An eclipse of the mooncake
Updated: 2013-09-19 09:48
By Xu Junqian (China Daily)
Customers select mooncakes at a supermarket in Xuchang, Henan province. Traditional mooncakes cost a few yuan apiece, but luxury varieties can go for up to 400 yuan per package of six to eight. Geng Guoqing / for China Daily
Sales of traditional palm-size pastries eaten during Mid-Autumn Festival feel the pitch of campaign to curb extravagance launched by nation's leader, reports Xu Junqian in Shanghai.
There is an old folk adage that well describes what China's mooncake market, and perhaps entire gift market is like: Those who eat (mooncakes) never spend a bit and those who buy never get a bite.
The sweet, palm-sized, square or round pastries that Chinese people have traditionally eaten at family gatherings during Mid-Autumn Festival for ages became a focal point, if not the epitome of China's gifting-giving culture and a penchant for luxury and extravagance.
Corporations give mooncakes - or vouchers for them - to business partners and government officials, subordinates to bosses and parents to their children's teachers to cultivate guanxi, or relations, whose importance might be illustrated by the Western saying: It's not what you know, but who you know that matters.
But the situation has changed radically this year, and the once-popular mooncakes have become almost taboo - following Moutai (Chinese liquor) and luxury banquets - widely shunned even weeks before Mid-Autumn Festival, which falls on Sept 19 this year.
Two events led to the change. First, President Xi Jinping implemented "eight rules" at the end of last year to fight corruption and reduce extravagance. Then, in late August, the disciplinary authority of the Communist Party of China issued a notice banning the use of government money to buy mooncakes as gifts during Mid-Autumn Festival and National Day Holiday, from Oct 1 to 7.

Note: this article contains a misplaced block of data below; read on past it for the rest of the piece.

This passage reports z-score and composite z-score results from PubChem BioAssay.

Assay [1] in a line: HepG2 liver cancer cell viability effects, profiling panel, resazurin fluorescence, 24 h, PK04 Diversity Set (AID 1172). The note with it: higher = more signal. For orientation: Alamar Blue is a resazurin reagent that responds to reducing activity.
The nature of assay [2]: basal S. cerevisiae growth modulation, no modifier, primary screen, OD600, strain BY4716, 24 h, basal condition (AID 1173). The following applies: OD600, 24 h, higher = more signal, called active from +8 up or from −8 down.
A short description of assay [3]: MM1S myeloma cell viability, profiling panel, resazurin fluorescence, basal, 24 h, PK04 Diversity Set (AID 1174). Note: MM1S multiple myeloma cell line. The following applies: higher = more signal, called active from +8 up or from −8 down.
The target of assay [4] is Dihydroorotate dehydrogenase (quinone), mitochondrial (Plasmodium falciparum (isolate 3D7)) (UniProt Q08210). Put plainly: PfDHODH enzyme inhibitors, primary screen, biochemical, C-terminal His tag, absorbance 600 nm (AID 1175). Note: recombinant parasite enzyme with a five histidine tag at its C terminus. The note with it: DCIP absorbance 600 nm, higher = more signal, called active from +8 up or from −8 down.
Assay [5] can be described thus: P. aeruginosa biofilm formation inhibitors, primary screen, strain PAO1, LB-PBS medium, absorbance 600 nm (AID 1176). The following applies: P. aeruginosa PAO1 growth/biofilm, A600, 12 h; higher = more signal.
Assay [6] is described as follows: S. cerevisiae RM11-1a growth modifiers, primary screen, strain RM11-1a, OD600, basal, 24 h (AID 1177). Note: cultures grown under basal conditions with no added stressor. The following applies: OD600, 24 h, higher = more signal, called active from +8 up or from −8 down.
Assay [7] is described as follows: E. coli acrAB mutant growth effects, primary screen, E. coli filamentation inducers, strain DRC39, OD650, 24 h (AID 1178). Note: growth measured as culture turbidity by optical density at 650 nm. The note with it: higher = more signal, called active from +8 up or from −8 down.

The disciplinary watchdog repeated the message in early September, instructing officials nationwide to avoid any lavish banquets and gifts, including mooncakes, paid for with public funds during the upcoming holiday.
Mooncake sales drop
In a back alley in Shanghai near the headquarters of Xinghualou, the traditional bakery chain, mooncake voucher scalpers have gathered for years to "do business" as the festival approached. But the atmosphere is grim this year.
"It's unprecedented," a full-time scalper who gave only his surname, Shi, said recently.
Shi complained he hadn't "recycled a single mooncake voucher over the past weekend", while in previous years, the 40-something Shanghai native would collect scores of vouchers in a single weekday morning.
"The main problem is that nobody is coming to sell their vouchers because nobody is allowed to give them as gifts," he said.